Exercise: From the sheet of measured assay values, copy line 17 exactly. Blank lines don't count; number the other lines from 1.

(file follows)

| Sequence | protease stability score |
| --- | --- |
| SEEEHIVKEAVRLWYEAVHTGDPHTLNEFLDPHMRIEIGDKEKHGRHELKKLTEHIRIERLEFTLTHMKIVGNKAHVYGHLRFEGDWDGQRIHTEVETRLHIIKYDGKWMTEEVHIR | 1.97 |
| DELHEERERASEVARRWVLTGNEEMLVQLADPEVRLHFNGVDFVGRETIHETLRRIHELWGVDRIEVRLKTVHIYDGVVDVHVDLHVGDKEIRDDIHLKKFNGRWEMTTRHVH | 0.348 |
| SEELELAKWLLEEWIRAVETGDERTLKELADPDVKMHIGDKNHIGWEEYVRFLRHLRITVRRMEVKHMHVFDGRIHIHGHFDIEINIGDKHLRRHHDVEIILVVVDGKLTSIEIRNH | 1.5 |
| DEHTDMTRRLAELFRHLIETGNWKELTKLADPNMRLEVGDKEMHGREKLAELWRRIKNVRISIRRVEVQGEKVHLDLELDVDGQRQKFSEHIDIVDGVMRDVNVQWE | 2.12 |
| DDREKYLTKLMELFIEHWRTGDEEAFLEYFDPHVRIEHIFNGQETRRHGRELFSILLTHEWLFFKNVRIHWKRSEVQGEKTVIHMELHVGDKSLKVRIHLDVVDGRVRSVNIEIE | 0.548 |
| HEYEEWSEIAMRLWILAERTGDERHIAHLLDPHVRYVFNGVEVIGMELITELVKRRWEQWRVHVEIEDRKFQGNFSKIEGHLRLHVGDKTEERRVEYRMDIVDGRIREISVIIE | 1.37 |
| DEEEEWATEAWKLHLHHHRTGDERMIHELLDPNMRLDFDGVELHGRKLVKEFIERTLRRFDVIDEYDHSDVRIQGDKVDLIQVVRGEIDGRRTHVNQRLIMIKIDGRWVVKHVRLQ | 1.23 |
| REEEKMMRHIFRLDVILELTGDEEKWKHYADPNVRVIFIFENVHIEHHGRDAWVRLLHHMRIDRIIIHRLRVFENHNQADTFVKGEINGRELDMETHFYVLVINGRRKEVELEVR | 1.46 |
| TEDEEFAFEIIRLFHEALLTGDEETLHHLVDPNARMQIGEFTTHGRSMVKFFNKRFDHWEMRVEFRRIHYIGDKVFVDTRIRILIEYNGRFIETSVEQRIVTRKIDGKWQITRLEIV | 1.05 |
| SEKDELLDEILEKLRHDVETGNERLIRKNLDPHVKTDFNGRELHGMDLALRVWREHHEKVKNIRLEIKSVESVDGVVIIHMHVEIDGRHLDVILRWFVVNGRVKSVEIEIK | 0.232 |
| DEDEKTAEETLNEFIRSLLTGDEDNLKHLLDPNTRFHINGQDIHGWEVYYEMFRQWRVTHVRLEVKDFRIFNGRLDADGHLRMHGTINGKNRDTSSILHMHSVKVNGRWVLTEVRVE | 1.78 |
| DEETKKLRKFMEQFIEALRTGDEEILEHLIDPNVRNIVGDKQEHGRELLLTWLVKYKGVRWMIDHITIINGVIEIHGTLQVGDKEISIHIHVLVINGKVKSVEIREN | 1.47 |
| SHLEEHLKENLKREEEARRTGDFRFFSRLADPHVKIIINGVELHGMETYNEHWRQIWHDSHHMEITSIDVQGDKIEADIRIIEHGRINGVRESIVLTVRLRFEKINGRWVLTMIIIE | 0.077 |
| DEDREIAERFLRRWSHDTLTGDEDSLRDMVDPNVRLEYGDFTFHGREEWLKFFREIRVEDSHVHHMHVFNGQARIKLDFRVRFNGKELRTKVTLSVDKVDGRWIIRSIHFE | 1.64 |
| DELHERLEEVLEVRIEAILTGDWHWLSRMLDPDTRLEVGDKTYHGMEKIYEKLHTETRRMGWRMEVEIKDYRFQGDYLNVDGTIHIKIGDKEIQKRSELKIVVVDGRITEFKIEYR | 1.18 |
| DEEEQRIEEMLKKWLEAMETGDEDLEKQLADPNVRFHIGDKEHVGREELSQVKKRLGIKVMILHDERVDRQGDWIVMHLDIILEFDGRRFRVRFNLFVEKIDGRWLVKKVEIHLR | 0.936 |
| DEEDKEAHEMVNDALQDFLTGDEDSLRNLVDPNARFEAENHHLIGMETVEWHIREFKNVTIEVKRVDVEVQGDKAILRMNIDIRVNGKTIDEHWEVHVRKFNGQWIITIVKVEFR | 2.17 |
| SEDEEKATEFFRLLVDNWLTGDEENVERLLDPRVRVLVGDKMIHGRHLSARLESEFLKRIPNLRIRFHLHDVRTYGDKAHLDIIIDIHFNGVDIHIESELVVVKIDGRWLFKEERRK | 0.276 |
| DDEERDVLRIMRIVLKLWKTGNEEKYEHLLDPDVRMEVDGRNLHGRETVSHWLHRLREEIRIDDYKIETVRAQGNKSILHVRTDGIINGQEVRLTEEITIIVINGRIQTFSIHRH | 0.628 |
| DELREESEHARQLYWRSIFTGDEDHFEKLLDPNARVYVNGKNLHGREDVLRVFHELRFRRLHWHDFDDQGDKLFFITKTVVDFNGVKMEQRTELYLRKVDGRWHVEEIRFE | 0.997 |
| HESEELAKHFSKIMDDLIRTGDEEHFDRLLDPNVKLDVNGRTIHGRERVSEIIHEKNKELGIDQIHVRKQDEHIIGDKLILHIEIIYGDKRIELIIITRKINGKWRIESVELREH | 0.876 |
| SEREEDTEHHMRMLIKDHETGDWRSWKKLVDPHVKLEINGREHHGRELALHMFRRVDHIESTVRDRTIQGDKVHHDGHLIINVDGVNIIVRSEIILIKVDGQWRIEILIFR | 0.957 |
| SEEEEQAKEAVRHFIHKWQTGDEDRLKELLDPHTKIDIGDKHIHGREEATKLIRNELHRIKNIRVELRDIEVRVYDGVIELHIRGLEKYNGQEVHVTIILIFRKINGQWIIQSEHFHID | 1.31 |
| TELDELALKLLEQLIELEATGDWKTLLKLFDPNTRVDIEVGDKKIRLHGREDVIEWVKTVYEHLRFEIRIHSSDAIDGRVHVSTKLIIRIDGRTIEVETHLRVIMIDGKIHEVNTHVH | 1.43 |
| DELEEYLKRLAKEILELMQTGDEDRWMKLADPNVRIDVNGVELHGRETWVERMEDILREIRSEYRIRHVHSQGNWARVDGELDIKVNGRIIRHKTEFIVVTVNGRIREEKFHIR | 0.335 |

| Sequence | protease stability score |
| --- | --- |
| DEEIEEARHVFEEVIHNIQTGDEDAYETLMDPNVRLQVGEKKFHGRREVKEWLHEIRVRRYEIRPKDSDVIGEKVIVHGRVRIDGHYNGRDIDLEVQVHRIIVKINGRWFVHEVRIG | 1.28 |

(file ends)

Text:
| DELHERLEEVLEVRIEAILTGDWHWLSRMLDPDTRLEVGDKTYHGMEKIYEKLHTETRRMGWRMEVEIKDYRFQGDYLNVDGTIHIKIGDKEIQKRSELKIVVVDGRITEFKIEYR | 1.18 |